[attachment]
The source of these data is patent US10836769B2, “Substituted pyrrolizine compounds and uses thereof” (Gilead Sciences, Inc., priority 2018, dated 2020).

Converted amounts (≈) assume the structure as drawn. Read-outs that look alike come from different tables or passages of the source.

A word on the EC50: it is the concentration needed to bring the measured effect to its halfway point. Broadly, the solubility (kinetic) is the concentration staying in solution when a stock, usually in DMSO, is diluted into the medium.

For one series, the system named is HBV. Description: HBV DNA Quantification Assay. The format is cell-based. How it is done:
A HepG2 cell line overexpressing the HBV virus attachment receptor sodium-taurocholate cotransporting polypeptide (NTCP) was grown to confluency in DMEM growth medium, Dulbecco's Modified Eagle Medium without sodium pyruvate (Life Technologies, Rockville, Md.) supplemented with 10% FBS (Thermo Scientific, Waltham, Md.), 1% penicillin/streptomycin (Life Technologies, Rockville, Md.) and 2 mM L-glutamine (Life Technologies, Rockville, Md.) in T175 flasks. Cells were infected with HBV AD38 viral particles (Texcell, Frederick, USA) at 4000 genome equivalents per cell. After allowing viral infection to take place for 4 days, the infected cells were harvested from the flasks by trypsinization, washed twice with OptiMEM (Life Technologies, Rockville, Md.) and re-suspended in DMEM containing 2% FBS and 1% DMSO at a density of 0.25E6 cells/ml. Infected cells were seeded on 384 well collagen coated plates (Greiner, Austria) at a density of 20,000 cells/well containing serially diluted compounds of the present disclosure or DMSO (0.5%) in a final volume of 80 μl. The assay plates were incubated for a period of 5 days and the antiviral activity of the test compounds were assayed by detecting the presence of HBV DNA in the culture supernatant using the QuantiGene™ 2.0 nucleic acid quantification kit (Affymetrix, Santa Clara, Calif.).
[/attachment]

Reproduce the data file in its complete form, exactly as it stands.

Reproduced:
The source of these data is patent US10836769B2, “Substituted pyrrolizine compounds and uses thereof” (Gilead Sciences, Inc., priority 2018, dated 2020).

Converted amounts (≈) assume the structure as drawn. Read-outs that look alike come from different tables or passages of the source.

A word on the EC50: it is the concentration needed to bring the measured effect to its halfway point. Broadly, the solubility (kinetic) is the concentration staying in solution when a stock, usually in DMSO, is diluted into the medium.

For one series, the system named is HBV. Description: HBV DNA Quantification Assay. The format is cell-based. How it is done:
A HepG2 cell line overexpressing the HBV virus attachment receptor sodium-taurocholate cotransporting polypeptide (NTCP) was grown to confluency in DMEM growth medium, Dulbecco's Modified Eagle Medium without sodium pyruvate (Life Technologies, Rockville, Md.) supplemented with 10% FBS (Thermo Scientific, Waltham, Md.), 1% penicillin/streptomycin (Life Technologies, Rockville, Md.) and 2 mM L-glutamine (Life Technologies, Rockville, Md.) in T175 flasks. Cells were infected with HBV AD38 viral particles (Texcell, Frederick, USA) at 4000 genome equivalents per cell. After allowing viral infection to take place for 4 days, the infected cells were harvested from the flasks by trypsinization, washed twice with OptiMEM (Life Technologies, Rockville, Md.) and re-suspended in DMEM containing 2% FBS and 1% DMSO at a density of 0.25E6 cells/ml. Infected cells were seeded on 384 well collagen coated plates (Greiner, Austria) at a density of 20,000 cells/well containing serially diluted compounds of the present disclosure or DMSO (0.5%) in a final volume of 80 μl. The assay plates were incubated for a period of 5 days and the antiviral activity of the test compounds were assayed by detecting the presence of HBV DNA in the culture supernatant using the QuantiGene™ 2.0 nucleic acid quantification kit (Affymetrix, Santa Clara, Calif.).